How do you mow a steep hill with a tractor?
The best thing that you can do is to take things very slowly. Any speed on a steep hill can be dangerous and your tractor is very heavy – you want to move slowly so that you don’t have to shift your gears at all while navigating the slope and if the incline is too steep, consider a push mower.
Also, consider mowing another time if the grass is wet. Hills are much more dangerous to mow and wet grass is bad for your mower blades as well. Wait until it’s dry and mow as slowly as possible.
Why is my zero-turn tearing up grass?
Sometimes the turf can end up tearing if a wheel is locking. If you believe this to be the case, try keeping your speed lower when you turn, with one stick in reverse and one in forward. It takes a small amount of extra time to do this, but this can help if it’s a problem with a locking wheel.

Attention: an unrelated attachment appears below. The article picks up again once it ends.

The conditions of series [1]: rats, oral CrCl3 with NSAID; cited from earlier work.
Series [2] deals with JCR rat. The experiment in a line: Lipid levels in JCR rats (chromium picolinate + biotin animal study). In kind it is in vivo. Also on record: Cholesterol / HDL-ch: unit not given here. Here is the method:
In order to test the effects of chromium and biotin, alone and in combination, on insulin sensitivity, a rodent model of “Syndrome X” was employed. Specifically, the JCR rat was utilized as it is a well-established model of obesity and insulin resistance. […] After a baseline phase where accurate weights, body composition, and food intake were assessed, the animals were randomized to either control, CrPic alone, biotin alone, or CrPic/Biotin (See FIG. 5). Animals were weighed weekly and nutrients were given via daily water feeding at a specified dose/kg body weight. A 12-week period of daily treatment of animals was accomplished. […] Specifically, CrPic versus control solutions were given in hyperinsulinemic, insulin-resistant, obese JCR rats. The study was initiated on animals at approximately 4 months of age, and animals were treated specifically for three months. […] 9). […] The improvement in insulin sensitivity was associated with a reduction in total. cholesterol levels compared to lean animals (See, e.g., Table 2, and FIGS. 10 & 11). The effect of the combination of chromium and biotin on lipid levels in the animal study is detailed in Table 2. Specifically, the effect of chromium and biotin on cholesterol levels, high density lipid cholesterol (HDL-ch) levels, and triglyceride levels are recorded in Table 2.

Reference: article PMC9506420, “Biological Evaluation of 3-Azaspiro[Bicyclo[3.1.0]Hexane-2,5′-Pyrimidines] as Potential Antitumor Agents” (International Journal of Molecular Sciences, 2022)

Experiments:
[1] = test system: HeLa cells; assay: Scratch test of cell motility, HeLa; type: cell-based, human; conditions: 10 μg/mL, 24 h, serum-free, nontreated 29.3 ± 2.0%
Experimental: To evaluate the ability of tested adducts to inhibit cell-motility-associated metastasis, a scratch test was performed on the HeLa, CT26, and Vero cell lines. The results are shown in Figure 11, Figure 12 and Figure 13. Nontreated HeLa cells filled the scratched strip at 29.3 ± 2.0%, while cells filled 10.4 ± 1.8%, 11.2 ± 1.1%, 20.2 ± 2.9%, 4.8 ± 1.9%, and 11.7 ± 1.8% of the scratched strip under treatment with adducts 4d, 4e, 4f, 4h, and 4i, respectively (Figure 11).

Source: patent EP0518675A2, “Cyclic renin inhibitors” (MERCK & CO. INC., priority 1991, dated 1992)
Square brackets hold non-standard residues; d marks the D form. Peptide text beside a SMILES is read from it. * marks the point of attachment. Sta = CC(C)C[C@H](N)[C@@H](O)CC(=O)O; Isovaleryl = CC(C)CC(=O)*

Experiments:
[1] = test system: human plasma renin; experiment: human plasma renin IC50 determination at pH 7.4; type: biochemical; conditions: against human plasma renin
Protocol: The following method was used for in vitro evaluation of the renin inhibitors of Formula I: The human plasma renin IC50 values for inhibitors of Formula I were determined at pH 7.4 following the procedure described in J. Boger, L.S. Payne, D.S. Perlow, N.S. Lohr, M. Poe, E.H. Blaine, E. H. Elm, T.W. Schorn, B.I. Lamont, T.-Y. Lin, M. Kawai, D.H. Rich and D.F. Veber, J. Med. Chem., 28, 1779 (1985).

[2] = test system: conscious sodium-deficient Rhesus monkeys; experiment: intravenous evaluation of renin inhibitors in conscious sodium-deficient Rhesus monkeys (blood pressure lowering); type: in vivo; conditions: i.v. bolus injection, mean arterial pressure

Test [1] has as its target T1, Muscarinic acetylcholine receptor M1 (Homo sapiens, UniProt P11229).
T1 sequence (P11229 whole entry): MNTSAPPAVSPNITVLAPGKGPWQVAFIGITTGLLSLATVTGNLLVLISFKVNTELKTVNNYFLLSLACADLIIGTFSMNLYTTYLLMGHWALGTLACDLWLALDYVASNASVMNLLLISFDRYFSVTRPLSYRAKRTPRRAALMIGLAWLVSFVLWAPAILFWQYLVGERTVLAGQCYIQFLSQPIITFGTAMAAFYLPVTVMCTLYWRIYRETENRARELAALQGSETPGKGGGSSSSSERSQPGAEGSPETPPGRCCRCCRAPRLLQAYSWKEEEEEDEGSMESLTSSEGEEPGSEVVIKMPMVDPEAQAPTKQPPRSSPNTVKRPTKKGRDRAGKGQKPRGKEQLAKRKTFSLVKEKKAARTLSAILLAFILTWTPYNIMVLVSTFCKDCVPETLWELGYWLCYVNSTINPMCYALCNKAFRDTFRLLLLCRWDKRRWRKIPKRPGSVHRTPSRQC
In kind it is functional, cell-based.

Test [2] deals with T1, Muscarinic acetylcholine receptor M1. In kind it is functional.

Can zero-turn mowers tow?
While you might be able to do it with no issues, that won’t last. Zero turn mowers are designed for mowing only and if you start towing things, then this is going to put undue stress on the transmission and eventually this can lead to costly repairs. Stick to mowing instead and you should be fine – These mowers are simply not intended to tow.
Are walk behind mowers good for steep hills?
Walk behind mowers are actually the best option for steep hills, provided that they are not over 20 degrees on the incline. Riding mowers get close, working at 15 degrees, and Zero turns are okay with 10 but don’t do so well at steeper inclines.